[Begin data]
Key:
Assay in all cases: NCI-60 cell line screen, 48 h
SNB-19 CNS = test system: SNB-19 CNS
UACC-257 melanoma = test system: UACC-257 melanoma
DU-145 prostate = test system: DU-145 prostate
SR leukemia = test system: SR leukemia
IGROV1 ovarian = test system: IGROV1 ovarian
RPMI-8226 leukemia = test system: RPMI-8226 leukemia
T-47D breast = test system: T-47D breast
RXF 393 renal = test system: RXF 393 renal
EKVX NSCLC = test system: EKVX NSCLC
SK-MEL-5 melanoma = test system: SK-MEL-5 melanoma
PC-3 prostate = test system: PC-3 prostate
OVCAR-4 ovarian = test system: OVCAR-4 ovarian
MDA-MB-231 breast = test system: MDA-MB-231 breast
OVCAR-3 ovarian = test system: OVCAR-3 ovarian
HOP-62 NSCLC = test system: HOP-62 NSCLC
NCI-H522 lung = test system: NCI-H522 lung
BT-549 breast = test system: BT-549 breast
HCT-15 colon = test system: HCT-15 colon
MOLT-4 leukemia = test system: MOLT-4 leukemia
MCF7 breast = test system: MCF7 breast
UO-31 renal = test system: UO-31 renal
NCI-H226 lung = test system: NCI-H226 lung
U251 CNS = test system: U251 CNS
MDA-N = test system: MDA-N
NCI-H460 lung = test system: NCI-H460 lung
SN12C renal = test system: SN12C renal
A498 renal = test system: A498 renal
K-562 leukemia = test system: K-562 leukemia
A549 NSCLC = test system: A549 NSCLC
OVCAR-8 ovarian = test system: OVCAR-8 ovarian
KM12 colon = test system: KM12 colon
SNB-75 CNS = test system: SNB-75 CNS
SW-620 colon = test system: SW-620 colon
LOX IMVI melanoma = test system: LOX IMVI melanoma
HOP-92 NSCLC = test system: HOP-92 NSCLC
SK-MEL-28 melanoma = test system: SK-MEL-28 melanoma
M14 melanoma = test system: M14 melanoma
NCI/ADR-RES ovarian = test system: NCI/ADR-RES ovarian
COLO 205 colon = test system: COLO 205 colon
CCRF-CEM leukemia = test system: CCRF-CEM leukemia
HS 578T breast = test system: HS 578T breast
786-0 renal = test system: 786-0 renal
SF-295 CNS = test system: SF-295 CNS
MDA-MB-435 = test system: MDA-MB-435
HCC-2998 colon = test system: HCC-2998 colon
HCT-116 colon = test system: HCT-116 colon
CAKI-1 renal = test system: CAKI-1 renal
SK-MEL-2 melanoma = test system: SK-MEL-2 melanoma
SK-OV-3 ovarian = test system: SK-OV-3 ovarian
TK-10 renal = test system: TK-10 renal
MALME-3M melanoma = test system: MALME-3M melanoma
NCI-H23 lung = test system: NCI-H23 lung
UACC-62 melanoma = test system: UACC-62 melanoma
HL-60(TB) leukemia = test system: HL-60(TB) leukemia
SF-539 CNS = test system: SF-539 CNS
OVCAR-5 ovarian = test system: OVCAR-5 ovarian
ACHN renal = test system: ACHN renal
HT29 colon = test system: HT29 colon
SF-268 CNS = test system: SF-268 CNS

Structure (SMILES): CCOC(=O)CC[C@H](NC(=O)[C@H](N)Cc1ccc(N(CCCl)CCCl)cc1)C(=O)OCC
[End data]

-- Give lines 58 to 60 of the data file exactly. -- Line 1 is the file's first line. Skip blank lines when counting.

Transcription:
OVCAR-5 ovarian = test system: OVCAR-5 ovarian
ACHN renal = test system: ACHN renal
HT29 colon = test system: HT29 colon